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reserving rent to me and the heirs of my body, the words "of my body" are not void, and so to leave it a rent in fee-simple; but the words "heirs" and all are void, and leave it but a rent for life: except that you will say, it is but a limitation to any my heir in feesimple which shall be heir of my body; for it cannot be a rent in tail by reservation.

pl. 22.

So if I give land with my daughter in 45 Ed. 3. f. 18. frank marriage, the remainder to I. S. and [24 Eliz.] his heirs; this grant cannot be good in all parts, according to the words; for it is incident to the nature of a gift in frank marriage, that the donee hold of the donor and therefore my deed shall be taken so strongly against myself, that, rather than the remainder shall be void, the frank marriage, though it be first placed in the deed, shall be void as a frank marriage.


pl. 6.

2 But if I give land in frank marriage, re- 4 H. 6. f. 22 serving to me and my heirs ten pounds rent; 26 Ass. pl. 66. now the frank marriage stands good, and the reservation is void, because it is a limitation of a benefit to myself, and not to a stranger.

So if I let white acre, black acre, and green acre to I. S. excepting white acre, this exception is void, because it is repugnant; but if I let the three acres aforesaid, rendering twenty shillings rent, viz. for white acre ten shillings, and for black acre ten shillings, I shall not distrain at all in green acre, but that shall be discharged of my rent.

So if I grant a rent to I. S. and his heirs 46 E. 3. f. 18. out of my manor of Dale, et obligo manerium pl. 17.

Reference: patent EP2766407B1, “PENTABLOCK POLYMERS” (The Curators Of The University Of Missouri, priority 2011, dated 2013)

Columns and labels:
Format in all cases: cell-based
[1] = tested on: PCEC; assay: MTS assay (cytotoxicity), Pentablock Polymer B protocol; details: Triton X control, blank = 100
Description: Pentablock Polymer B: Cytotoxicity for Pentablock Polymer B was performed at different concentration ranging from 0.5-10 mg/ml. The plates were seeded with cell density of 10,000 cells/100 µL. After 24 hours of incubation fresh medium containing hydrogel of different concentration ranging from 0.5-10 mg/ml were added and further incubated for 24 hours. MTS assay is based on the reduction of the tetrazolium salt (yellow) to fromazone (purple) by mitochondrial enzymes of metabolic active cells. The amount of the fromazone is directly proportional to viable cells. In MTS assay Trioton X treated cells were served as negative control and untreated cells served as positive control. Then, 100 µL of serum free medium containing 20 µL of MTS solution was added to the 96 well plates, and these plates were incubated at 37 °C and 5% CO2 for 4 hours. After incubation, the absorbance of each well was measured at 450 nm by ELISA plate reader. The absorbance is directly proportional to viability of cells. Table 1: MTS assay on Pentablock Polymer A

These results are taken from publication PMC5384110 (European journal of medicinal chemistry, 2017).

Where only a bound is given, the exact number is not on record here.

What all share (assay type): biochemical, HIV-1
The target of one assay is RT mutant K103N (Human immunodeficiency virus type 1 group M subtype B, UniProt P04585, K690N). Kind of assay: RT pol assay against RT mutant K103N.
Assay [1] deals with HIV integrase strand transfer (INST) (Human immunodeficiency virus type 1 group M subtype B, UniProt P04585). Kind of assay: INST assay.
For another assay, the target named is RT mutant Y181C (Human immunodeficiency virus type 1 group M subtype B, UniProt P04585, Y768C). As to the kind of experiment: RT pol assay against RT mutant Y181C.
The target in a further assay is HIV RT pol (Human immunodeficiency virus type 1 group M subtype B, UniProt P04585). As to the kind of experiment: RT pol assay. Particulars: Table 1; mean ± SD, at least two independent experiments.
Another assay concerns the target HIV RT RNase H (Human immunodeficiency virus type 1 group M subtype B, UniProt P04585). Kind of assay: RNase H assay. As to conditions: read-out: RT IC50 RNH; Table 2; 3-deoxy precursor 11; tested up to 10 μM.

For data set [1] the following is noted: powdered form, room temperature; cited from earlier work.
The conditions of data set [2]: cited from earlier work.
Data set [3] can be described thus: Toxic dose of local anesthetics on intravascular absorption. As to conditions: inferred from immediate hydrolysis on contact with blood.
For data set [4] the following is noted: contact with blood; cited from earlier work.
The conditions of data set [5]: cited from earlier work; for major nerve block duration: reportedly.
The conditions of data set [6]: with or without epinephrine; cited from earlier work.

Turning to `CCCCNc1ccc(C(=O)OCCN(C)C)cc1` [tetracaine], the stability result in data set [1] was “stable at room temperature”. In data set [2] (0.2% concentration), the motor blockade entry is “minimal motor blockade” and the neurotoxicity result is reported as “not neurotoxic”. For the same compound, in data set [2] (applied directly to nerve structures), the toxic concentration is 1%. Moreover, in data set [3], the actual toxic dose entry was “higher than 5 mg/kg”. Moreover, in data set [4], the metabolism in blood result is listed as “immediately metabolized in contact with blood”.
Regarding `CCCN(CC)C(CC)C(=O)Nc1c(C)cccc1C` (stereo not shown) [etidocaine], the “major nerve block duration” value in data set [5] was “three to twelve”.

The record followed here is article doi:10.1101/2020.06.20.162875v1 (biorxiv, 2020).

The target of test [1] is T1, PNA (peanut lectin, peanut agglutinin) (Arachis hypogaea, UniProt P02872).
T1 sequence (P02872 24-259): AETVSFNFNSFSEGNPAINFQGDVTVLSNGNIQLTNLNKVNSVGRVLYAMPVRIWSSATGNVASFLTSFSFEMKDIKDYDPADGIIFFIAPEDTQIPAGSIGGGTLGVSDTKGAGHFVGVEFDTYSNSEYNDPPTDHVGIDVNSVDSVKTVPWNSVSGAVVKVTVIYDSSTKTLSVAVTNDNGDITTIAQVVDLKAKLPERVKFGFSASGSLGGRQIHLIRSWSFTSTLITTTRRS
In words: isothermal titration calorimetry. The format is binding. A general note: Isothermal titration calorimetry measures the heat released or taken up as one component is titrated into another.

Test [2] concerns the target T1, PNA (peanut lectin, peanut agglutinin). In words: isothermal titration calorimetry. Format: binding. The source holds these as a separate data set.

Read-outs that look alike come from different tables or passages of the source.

1 Perhaps Webb v. Porter cited by Sir Matthew Hale in his notes on Co. Lit. 21 a.

2 All these remaining cases of grants against the law are omitted in the Camb. MS.

prædictam et omnia bona et catalla mea super manerium prædictum existentia ad distringendum per ballivos domini regis this limitation of the distress to the king's bailiffs is void; and it is good to give a power of distress to I. S. the grantee, and his bailiffs.

2 Ed. 4. f. 5. pl. 11.

But if I give land in tail tenendum de capitalibus dominis per redditum viginti solidorum et fidelitaten: this limitation of tenure to the lord is void; and it shall not be good, as in the other case, to make the reservation of twenty shillings good unto myself; but it shall be utterly void, as if no reservation at all had been made: and if the truth be that I, that am the donor, hold of the lord paramount by ten shillings only, then there shall be ten shillings only intended to be reserved upon the gift in tail as for owelty.

pl. 79.

Dy. f. 46.

21 Ed. 3. f. 49. So if I give land to I. S. and the heirs of his body, and for default of such issue quod tenementum prædictum revertatur ad I. N.; yet these words of reversion will carry a remainder to a stranger. But if I let white acre to I. S. excepting ten shillings 35 H. 6. f. 34. rent, these words of exception to mine own benefit shall never inure to words of reservation.